Eight out of every ten (80 per cent) computers in Kenya operate on pirated software, according to Microsoft. Surveys by the Business Software Alliance, an international body that monitors software piracy across the world, have shown that majority of companies in Kenya buy only one genuine software programme but use pirated copies in their computer systems.
Microsoft has been in the forefront of anti – piracy campaigns for a while, below is an online interview #TechTrendsKe carried out with Microsoft personnel in regards to software piracy.
What comprises software piracy?
- Software piracy is the unauthorized copying or distribution of copyrighted software. This can be done by copying, downloading, sharing, selling, or installing multiple copies onto personal or work computers. What a lot of people don’t realize is that when you purchase software, you are actually purchasing a license to use it, not the actual software. It is that license that tells you how many times you can install the software, so it’s important to read it. If you make more copies of the software than the license permits, you are pirating.
What are the major piracy drivers in Africa?
- Legislation: Unclear and inconsistent legal framework has in the past posed challenges
- Enforcement: Lack of adequate & dedicated resources, and weak punitive measures
- Education: Lack of broad public education and awareness, which is critical to reduce software piracy
- Collaboration: Lack of cooperation between public & private stakeholders, and across the border with other IP officials
- Government, who are the largest users of software, tend to have higher software piracy than consumers due to the variety of procurement sources used
- Culture: Widespread social acceptance of software piracy & counterfeit products
- Complex & organized syndicate of pirates
- Sophisticated counterfeit products which make it difficult to differentiate between genuine & non-genuine software
Does software piracy experience any ethical dilemmas?
The decision to pirate or not may be related to an individual’s attitudes towards ethics. The apparent acceptance of software piracy in some markets should be a serious concern. Whether it is artists, inventors, musicians, or computer scientists – behind every innovative idea stands an imaginative, inspired person willing to do what it takes to see it through every stage. We have a moral & legal obligation to remunerate creators of IP work to encourage them to continue developing new innovations that add colour & value to our personal lives & businesses.
What are the effects of piracy to the local software market ?
- Software piracy hurts everyone—from software developers to ICT firms, government and ultimately all software users 2011 IDC study shows that Kenya had piracy rate of 78%, which represents US $ 85 M commercial value of pirated software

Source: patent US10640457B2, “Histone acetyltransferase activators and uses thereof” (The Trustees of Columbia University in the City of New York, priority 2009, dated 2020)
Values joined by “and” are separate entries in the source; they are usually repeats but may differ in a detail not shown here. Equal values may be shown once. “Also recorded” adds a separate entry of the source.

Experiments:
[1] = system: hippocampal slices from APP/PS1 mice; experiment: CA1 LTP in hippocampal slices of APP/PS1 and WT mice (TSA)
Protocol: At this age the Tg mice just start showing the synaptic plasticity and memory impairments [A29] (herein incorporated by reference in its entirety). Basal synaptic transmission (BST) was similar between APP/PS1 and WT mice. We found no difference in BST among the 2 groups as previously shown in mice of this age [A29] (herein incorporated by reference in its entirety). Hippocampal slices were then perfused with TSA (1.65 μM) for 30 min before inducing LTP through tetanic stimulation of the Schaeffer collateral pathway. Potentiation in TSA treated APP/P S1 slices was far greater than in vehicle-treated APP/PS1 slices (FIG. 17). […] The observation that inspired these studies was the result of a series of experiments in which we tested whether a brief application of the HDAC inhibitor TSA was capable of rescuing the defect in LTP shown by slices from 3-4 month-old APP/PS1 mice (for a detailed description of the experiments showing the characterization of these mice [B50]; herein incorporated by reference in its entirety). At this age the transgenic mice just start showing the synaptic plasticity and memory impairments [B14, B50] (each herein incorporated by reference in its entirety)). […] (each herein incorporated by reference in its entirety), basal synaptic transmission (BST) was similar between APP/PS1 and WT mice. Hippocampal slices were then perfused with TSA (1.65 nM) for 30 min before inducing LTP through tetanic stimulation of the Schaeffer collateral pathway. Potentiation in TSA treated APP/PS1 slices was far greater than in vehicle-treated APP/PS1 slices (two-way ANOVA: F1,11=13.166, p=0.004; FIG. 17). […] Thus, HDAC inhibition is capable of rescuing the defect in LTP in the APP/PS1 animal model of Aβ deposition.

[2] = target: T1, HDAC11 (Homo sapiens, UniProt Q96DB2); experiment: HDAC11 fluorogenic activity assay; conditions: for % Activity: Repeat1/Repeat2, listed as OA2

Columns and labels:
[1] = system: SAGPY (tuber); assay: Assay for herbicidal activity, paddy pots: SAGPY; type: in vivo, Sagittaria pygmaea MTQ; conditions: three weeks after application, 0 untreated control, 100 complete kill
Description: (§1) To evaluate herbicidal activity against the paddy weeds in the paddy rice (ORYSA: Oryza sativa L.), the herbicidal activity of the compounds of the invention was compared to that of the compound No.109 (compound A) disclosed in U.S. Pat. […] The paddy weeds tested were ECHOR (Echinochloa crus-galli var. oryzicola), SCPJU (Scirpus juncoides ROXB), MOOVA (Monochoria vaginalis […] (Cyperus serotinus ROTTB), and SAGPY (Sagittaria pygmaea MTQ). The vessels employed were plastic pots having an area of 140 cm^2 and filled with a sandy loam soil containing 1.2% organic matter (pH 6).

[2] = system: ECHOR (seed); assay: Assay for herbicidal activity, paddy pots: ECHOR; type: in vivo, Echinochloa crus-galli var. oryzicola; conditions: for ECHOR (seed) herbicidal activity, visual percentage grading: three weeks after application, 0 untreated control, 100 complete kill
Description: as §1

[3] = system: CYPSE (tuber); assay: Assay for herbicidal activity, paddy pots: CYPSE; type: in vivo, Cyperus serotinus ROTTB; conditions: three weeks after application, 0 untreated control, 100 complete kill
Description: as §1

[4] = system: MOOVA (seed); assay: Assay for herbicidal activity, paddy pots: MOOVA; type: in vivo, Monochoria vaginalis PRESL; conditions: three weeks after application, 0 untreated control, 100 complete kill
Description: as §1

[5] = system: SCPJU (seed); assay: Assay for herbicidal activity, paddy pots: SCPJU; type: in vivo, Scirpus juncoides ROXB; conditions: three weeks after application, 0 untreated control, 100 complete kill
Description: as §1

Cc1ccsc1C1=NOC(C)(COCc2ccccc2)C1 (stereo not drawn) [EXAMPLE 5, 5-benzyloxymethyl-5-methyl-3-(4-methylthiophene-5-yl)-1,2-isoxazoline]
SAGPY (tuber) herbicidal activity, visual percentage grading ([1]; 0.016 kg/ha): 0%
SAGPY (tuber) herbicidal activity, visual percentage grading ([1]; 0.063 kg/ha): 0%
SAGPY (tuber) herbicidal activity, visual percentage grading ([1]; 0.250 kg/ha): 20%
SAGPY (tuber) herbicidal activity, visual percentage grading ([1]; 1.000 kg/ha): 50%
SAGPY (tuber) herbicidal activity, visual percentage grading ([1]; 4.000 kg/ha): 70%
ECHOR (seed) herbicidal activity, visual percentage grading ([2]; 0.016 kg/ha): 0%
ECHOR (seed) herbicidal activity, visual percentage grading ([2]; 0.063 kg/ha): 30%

Fighting software has direct tangible benefits to citizens, businesses & governments – growth in employment, ICT industry & ultimately the economy
In Kenya, for example, the IDC study suggests that 10-percentage-point reduction in piracy rate over 4 years would create almost 1,000 jobs, contribute $ 74 million to GDP, and generate $ 40 million in revenue for local IT industry and an additional $ 7 million in tax revenue for the government.
Kindly share some of the policies and measures undertaken to slow down the level of software piracy in Africa?
- Enact laws that establish state corporation, such as The Kenya Copyright Board, to administer and enforce copyright and related rights
- Enact laws, such as the Kenya Copyright Act No.12 of 2001, to enhance criminal sanctions (fines and jail terms)
- The Copyright Act has set out a maximum penalty of approximately $ 10,000, with a maximum custodial sentence of 10 years for copyright offenders
- Provide adequate funding, dedicated stuff & facilities for the IP body to execute its mandate
- Train law enforcement agencies on how to investigate & prosecute software piracy cases
- Drive broad awareness & education to different audiences through mediums such as workshops, print & digital press
- Take enforcement action against software pirates who should be treated as seriously as other criminal offenders
- Customers who buy brand name products expect to have a specific product experience. Untrustworthy resellers are jeopardizing that customer experience
What legal steps have been taken to curb software piracy and what is Microsoft doing to help fight this?
- Work to help improve the legal environment that will then allow for effective enforcement
- Train law enforcement agencies on how to investigate and prosecute software piracy cases
- Create awareness & drive education to different audiences through mediums such as workshops, print & digital press
What can governments and it sectors do to reduce the rates of software piracy?
- Legislate: Establish a clear and consistent legal framework, taking into account the broader international context
- Enforce: Apply legislation with dedicated resources; software pirates should be treated as seriously as other criminal offenders
- Educate: Increase public education and awareness, this is critical to reduce software piracy
- Collaborate: Cooperate at domestic & international levels, given that software piracy is a global phenomenon
- Lead: Show the way by direct example. Public sector needs an effective plan for procuring and managing software assets
What impact does software piracy have on innovation?
- Creators of IP work are discouraged, and some stop or are unable to develop new innovations that add colour & value to our personal lives & businesses, as indicated above